My next Nendoroid review should come as no surprise for readers of my blog, given my previous two posts about Steins;Gate. I chose the #130 Kurisu Makise Nendoroid out of the following list of Good Smile Company (GSC) Steins;Gate Nendoroids:
- #130 Kurisu Makise Nendoroid
- #149 Kurisu Makise: White Coat ver. Nendoroid
- #165 Mayuri Shiina Nendoroid
- #197 Kurisu Makise & Mayuri Shiina: Cheerful Ver. Nendoroid x2
- #343 Faris Nyannyan Nendoroid
Out of these choices, the Mayuri Nendoroid looked a little odd in my opinion and didn’t do a great job of recreating the child-like personality of the character. I was never a big fan of Faris in the story since I found her more annoying than cute, so it was easy to pass on her Nendoroid as well. The Kurisu and Mayuri cheerleading one was interesting, but since it’s not canon (neither of them ever put on cheerleading outfits), I didn’t get that one. Between the two Kurisu Nendoroids, I chose the regular outfit since she spends the majority of time in that outfit in the show as opposed to her lab coat.
Just a side note: I really wanted to get an Okabe Rintarou figure of some sort to complement Kurisu, but there are no Nendoroid versions of him right now, only figmas. Not only are figmas a lot more expensive, but they also don’t fit with the aesthetic of my Nendoroid collection, so I’ll have to wait and see if GSC ever releases an Okabe Nendoroid. With the Steins;Gate 0 anime starting soon, I think it’s possible!
With Marth as my first GSC Nendoroid, I think I set my expectations inaccurately for these cute chibi figures. After seeing the Kurisu figure, I realized that aside from characters in some fantasy anime/games/etc., most of the Nendoroids don’t come with a lot of props, especially if it’s someone like Kurisu who doesn’t exactly spend a lot of time in action-packed scenes. But this is fine! In the end, I’m not looking for action figures that can swing swords while holding up shields when collecting Nendoroids, it’s more important to me that the figure shows various side of the character’s personality; this Kurisu Makise Nendoroid does just that.
One important note is that this particular Nendoroid did not come with a manual, which is fine since it wasn’t exactly difficult to figure out how to assemble the various pieces. From what I can tell through some Googling, not all Nendoroids come with manuals, though it’s unclear why that is. In my opinion, it’s a fine decision on GSC’s part, since it only wastes paper if they print a manual for even the simplest of Nendoroids.
As for the stand, since this is an older Nendoroid, it uses one that more or less holds the figure’s “butt” rather than using a connector to firmly connect to the back of the Nendoroid’s torso. Although it seems like many collectors prefer the new stand, I actually really liked this version of the stand for Kurisu. While the newer stand is definitely sturdier and you can pick up the Nendoroid by the body and not have the stand fall off, it’s a pain to work with every time I re-posed the Nendoroid, since I’d have to shift the stand connection. This older “sitting” stand is much more flexible in that regard and I found it a breeze to pose Kurisu for my photos and shift the figure around.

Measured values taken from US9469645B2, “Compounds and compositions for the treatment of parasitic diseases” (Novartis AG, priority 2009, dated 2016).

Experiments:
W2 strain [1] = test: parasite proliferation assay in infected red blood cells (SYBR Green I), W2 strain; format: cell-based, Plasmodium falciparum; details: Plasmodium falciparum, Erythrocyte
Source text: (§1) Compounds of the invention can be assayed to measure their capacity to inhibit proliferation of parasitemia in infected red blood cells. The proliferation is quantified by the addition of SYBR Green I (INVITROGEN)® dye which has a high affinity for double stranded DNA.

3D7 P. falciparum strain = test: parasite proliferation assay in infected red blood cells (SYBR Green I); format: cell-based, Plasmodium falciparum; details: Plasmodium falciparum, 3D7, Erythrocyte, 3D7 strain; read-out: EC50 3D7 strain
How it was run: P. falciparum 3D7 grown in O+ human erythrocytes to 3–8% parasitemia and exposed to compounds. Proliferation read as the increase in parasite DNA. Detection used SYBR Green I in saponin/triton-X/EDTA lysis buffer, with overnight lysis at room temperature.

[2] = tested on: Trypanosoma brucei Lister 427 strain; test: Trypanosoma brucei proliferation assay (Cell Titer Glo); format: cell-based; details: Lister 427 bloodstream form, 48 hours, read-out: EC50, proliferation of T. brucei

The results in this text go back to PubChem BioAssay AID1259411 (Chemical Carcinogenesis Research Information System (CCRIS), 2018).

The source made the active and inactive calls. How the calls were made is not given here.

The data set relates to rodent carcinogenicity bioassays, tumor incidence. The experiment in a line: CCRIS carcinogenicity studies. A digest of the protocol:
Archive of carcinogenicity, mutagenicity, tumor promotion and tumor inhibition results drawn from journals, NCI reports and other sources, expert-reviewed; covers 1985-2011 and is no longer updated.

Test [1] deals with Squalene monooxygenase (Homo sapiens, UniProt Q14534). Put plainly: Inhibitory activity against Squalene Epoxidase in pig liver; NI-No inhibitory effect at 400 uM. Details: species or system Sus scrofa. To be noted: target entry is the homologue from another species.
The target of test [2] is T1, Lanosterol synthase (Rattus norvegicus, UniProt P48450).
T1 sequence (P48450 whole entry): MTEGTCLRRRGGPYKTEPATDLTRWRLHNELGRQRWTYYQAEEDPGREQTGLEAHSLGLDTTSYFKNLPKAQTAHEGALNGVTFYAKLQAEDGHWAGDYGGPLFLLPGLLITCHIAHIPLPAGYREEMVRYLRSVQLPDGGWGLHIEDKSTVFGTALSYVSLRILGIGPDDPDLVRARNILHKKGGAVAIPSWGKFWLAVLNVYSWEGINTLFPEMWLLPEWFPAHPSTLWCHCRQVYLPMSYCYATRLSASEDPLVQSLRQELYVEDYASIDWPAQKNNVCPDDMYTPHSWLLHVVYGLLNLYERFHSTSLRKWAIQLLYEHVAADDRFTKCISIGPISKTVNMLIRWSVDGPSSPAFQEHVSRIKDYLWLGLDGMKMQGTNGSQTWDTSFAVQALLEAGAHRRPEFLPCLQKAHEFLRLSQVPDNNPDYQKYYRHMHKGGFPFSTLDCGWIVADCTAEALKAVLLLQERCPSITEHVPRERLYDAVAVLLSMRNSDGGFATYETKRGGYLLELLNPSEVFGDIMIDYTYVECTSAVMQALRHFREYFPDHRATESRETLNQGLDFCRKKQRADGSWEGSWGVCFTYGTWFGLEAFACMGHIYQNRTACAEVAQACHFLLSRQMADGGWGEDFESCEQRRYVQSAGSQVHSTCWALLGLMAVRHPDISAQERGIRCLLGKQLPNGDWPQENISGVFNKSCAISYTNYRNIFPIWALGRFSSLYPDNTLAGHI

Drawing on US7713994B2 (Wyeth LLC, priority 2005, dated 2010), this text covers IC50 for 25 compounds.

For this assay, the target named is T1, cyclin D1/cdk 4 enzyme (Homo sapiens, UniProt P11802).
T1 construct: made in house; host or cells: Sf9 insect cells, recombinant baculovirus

The #130 Kurisu Makise Nendoroid comes with the following pieces:
- 3 faces: neutral, upset (tsun), shy/blushing (dere)
- 4 pairs of arms (for 5 poses): straight, holding her research paper, holding a phone, crossed arms, and shy pose
- A stand
Since this Nendoroid is less of an action figure due to Kurisu’s character, there is not a ton of articulation, with only the legs, waist, arm connections, and neck able to be rotated. I had no issues with any of the pieces in this Nendoroid; they were all fairly easy to assemble and disassemble, and no pieces had any loose connections.
My only gripe with the Kurisu Nendoroid is that the connection between her face and her back hair shows a fairly obvious line when viewed from the side. I avoided it in all of my photos since it detracts from the pose, but it should be noted if you want to pose Kurisu at a profile angle.
You can see all of the photos of Kurisu below in her various poses! As I mentioned above, the older stand made this part easier for me, although it’s certainly less discreet than the new stand.
I know I mentioned in my Marth Nendoroid review that I was uncertain about the authenticity of it and would revisit the issue when I got my second Nendoroid (so I could compare). I think it’s safe to say that both of these Nendoroids are authentic! The quality is top notch in both and I paid a little more for this Kurisu Nendoroid compared to my first. Since it’s been out of circulation for longer (#130 is fairly early since GSC is on #871 now), it’s harder to find new versions, even on eBay. I paid $46 to a Japanese eBay seller for her, which is a pretty standard price for post-release Nendoroids bought from a 3rd party.
Another interesting note is that the #130 Kurisu Makise Nendoroid was actually released three times: January 2011, September 2011, and September 2013. From what I can tell from the box and stand, my guess is that I have one of the 1st or 2nd release figures, although I’m not sure if I’ll ever be able to confirm that.
Overall, I’m very happy with the original Nendoroid of the tsundere genius from Steins;Gate, Kurisu Makise. If an Okabe Nendoroid ever gets released, I’ll be sure to pair him with her so she can tell him to close his eyes.